MSc Global Development (Globalisation, Trade & Industry)
Year of entry: 2024
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Course unit details:
International Finance for Development
|Unit level||FHEQ level 7 – master's degree or fourth year of an integrated master's degree|
|Teaching period(s)||Semester 1|
|Offered by||Global Development Institute|
|Available as a free choice unit?||Yes|
The course will cover topics such as:
- International Financial Flows in a Historical Perspective
- Sovereign Debt, Sovereign Debt Crises and Crisis Resolution
- Foreign Direct Investments, Outsourcing and Off-shoring
- Financial globalisation and its impact on growth and poverty
- Migration and remittances as a form of finance for development
- Foreign Aid
The aim of this course is to develop critical understanding of the characteristics of various forms of international financial flows (sovereign debt, portfolio investments, foreign aid and foreign direct investments and remittances) that are used to assist the economic growth and poverty alleviation of low-income countries. It looks at both conventional theories and empirical analyses, as well as historical trends and positions topical current issues (for example the global financial meltdown and sovereign debt crisis) in a solid theoretical and historical framework. It assists students in further developing their analytical, writing and presentation skills, as well as their ability to work in a group.
Knowledge and understanding
(i) Understand the theoretical arguments for and against the different types of foreign capital inflows and financial globalisation
(ii) Evaluate the impact of international finance on the growth and broader development goals of less developed countries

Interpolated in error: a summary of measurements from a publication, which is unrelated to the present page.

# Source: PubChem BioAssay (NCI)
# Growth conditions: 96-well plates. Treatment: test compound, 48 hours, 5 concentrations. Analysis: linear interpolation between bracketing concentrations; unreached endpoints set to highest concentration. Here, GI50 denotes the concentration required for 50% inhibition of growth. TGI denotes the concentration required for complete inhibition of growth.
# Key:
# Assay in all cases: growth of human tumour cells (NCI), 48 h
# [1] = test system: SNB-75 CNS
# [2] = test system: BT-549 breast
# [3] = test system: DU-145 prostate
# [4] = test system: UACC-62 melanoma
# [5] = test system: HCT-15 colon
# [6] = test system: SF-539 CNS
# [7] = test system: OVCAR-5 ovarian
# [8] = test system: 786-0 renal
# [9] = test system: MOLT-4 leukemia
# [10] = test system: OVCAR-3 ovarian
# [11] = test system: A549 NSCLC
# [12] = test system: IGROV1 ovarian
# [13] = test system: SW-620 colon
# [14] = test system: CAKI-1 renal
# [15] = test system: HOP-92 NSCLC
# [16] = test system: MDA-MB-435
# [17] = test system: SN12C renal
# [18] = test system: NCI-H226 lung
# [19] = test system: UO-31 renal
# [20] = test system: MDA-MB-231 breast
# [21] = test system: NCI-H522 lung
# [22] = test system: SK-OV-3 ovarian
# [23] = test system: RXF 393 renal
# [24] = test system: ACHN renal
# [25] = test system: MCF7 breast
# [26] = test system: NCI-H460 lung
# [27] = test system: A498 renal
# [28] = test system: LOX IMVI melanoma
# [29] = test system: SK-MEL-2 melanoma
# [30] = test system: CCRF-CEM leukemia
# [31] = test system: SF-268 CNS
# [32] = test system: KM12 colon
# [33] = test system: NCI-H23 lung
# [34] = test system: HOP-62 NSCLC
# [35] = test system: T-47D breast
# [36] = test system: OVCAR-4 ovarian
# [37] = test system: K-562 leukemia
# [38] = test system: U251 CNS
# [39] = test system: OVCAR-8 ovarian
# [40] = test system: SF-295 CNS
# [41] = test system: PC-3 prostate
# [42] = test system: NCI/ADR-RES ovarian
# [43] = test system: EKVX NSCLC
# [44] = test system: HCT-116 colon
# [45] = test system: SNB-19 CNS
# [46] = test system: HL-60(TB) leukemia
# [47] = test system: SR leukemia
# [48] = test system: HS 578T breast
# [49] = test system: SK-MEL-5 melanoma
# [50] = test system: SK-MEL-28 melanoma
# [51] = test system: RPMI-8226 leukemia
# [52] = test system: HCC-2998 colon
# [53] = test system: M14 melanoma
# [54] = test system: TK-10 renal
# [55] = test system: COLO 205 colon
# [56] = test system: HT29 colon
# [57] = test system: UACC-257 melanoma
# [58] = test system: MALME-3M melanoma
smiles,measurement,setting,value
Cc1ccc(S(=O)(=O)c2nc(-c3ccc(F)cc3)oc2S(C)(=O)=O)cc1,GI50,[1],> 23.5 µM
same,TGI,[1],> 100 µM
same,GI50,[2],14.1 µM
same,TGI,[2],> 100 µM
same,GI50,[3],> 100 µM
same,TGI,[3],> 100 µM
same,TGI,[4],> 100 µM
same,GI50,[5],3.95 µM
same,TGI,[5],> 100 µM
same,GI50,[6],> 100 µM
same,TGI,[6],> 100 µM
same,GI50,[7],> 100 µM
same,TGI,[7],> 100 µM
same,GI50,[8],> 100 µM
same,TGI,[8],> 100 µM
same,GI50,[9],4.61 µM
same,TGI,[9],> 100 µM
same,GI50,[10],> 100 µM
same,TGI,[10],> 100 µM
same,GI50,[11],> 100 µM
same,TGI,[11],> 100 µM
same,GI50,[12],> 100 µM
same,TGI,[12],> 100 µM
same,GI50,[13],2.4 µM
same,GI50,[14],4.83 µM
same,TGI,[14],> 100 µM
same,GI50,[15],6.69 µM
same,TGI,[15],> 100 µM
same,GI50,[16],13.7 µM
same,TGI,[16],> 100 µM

(iii) Understand the anatomy and dynamics of financial and sovereign debt crises.
(iv) Assess the effectiveness of macroeconomic policy in a financially globalised world.
- Further develops students' ability to think critically and understand key contemporary financial economics issues
- Essay/report writing; understanding of the way economists think, data collection and processing/use of data to support points in essay writing
Transferable skills and personal qualities
- Academic writing, group projects, presentations
Teaching and learning methods
The learning process will include combination of lectures and seminars/tutorials, as well as group exercises and presentations. All relevant materials will be available on blackboard.
Visiting lectures by development practitioners, e.g. Lead Economist from the World Bank Samuel Maimbo; career session
|Written assignment (inc essay)||70%|
|Project output (not diss/n)||30%|
Most of the reading list consists of academic articles, but here are some useful textbooks (or book chapters) on specific topics:
Caprio, G. , Atiyaz, Z. and Hansen, J. (1994). Financial Reform: Theory and Experience. Cambridge University.
Herman, B. Ocampo, J and Spiegel, S. (2010). Overcoming Developing Country Debt Crises. Oxford University Press.
Kose, A., Prasad, E. Rogoff, K and Wei, S. (2006).Financial Globalization: A Reappraisal, Handbook of Development Economics, 5.
Yeyati, E. and Sturezenegger, F. (2010). Monetary and Exchange Rate Policies, Handbook of Development Economics, 5.
|Scheduled activity hours|
|Independent study hours|
|David Fielding||Unit coordinator|
While there are no preliminary requirements for attending this course, and tutorials will help students converge to a common level, some knowledge of Economics may be helpful. The course is best suited for students in the Development Economics, Development Finance and Political Economy programs, as well as for students from other programs who are eager to understand how Economists think and how Economics methodology is applied to understanding international finance for development.